It’s no secret that leaders are supposed to have vision. When asked to think of a great leader, most of us picture famous faces like Steve Jobs, Elon Musk or Jeff Bezos — people with ambitious ideas who seem to perfectly embody that “visionary” monicker.

But what’s really remarkable about these leaders isn’t necessarily the vision they have. Rather, it’s their ability to successfully bring it to life by leveraging the skills and talents of a team of individuals.

Too many leaders focus the majority of their time and energy creating their grand idea, only to drop the ball where it counts. Interestingly, the primary cause for failure isn’t lack of technical capability, poor project management or any other procedural breakdown.

The reason that most big ideas fail in execution is due to simple human emotion.

“Business is made up of humans, and humans are emotional creatures.”

The hidden power of emotion

For most leaders, discussing emotions in the workplace is still considered taboo. After all, this is business, where logic and reasoned arguments prevail. If an idea is strong and a strategy solid, there’s no reason feelings should stand in the way. The problem? Business is made up of humans, and humans are emotional creatures. Leaders can’t afford to ignore the emotional dynamics inherent in the execution of a grand vision. In fact, those who are sensitive to these undercurrents and respond effectively to them can actually leverage emotions to propel execution forward. According to Quy Huy, Associate Professor of Strategy at INSEAD, executives who do this increase the odds of successful strategy execution between 20 to 30 percent.

What to watch out for

Leaders who are overseeing large strategic initiatives must become attuned to collective emotion — a term that refers to the sentiments shared by a group of people. This is quite different from a single person’s individual feelings. Your staff may collectively feel a certain way about a strategic change because of how it impacts their group as a whole, rather than how it impacts them as individuals. Together, they experience “group-focus emotions”.

As a leader, this can work for or against you. If, as a group, your team has positive sentiments to the strategy at hand, they’re more likely to be fully engaged in the execution of it. They’ll make smarter decisions, troubleshoot problems more aggressively, and keep things moving forward even in the face of difficulty. That attitude can have a ripple effect throughout other teams and even the entire organisation, thus enhancing the overall likelihood of success.

If the collective emotion is negative, that too can ripple outward and cause a major organisational backlash. When the team isn’t emotionally invested in the success of the strategy, they’re less likely to step up and do what it takes to make it happen — and more likely to sabotage efforts, whether intentionally or not. Their judgment, communication, and productivity can all suffer due to the emotional conflict.

From Vision To Execution: The Importance of Emotional Capital
From Vision To Execution: The Importance of Emotional Capital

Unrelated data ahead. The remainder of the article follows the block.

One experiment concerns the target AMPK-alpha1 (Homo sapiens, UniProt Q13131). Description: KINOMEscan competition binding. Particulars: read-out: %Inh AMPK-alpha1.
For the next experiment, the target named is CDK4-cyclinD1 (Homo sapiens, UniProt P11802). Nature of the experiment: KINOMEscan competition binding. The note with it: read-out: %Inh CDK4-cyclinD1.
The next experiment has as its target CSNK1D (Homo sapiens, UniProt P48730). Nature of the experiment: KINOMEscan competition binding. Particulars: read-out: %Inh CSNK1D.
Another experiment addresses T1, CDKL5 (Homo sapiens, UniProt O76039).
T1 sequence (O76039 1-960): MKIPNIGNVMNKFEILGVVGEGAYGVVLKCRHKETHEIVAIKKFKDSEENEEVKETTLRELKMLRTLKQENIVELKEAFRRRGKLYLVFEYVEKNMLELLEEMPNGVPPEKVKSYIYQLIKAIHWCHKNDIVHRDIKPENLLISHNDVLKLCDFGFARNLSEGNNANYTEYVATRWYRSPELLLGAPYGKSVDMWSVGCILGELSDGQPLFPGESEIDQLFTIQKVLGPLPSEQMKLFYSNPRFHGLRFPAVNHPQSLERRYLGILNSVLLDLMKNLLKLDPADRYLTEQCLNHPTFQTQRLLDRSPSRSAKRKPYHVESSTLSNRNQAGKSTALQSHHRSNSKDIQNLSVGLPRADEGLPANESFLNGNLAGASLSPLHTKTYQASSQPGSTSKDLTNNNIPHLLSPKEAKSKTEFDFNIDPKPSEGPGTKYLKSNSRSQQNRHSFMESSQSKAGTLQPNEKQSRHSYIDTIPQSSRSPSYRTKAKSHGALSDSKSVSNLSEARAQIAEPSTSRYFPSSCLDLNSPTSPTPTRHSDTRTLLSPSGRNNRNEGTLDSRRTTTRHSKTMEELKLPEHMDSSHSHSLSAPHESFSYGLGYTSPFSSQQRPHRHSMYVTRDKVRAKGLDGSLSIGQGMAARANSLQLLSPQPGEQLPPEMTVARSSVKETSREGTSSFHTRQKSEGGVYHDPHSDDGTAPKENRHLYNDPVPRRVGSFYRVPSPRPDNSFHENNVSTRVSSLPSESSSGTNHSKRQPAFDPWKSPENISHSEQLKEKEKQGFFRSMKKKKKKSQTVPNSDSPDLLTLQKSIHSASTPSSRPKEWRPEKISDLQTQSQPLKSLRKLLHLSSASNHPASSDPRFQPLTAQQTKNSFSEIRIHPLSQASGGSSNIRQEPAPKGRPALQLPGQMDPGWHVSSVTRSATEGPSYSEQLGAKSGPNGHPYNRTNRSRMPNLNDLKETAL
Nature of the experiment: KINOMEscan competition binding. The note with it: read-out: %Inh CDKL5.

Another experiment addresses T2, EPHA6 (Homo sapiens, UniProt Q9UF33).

Tips on managing collective emotion

From the top–levels of leadership all the way to middle management and the frontline, people have been trained to suppress their feelings in the workplace. However, research shows that this can have counterproductive effects. Emotions don’t simply evaporate when they’re ignored; all too often, they intensify. People begin to look for comradery with the people around them and, as they do, they identify shared sentiments. Pretty soon, the collective is emotionally in sync and looking for evidence to reinforce their feelings.

Instead of perpetuating the business “norm” of suppressing emotions, give people ample opportunity for constructive expression of their feelings. In the words of Parin Mehta, AirBnB Director for Asia-Pacific and INSEAD MBA alumnus, leaders should “ask, listen, and follow up”. Show them that you’re doing so and that you value their input. Observe emotions that aren’t clearly articulated in words — those that are demonstrated through actions, body language, and facial expressions. Mehta also stresses the importance of helping team members feel that they can be open and vulnerable in front of colleagues.

“People need to trust you in order to grow.”

INSEAD Global Executive MBA (GEMBA) alumna Nadiya Lubnina, Head of Marketing at HoReCa.digital, adds: "I'm always trying to watch out for the mood in the team. Even while just entering the office in the morning, I check in with my team on how they are feeling, how the evening was and so on. This builds an atmosphere of trust, and people need to trust you in order to grow."

According to Quy Huy, those in middle management may have a particularly difficult time expressing their emotions. This stems from concern that executives may react by doubting their ability and motivation. You can ease fears and encourage open dialogue by creating a supportive, non-judgmental and non-retaliatory environment for these discussions.

For leaders who are attempting to navigate the collective emotions of employees, “emotional capital” skills are essential. The stigma attached to feelings in the workplace must be overcome. Otherwise, your organisation’s big ideas may remain nothing more than just that — ideas.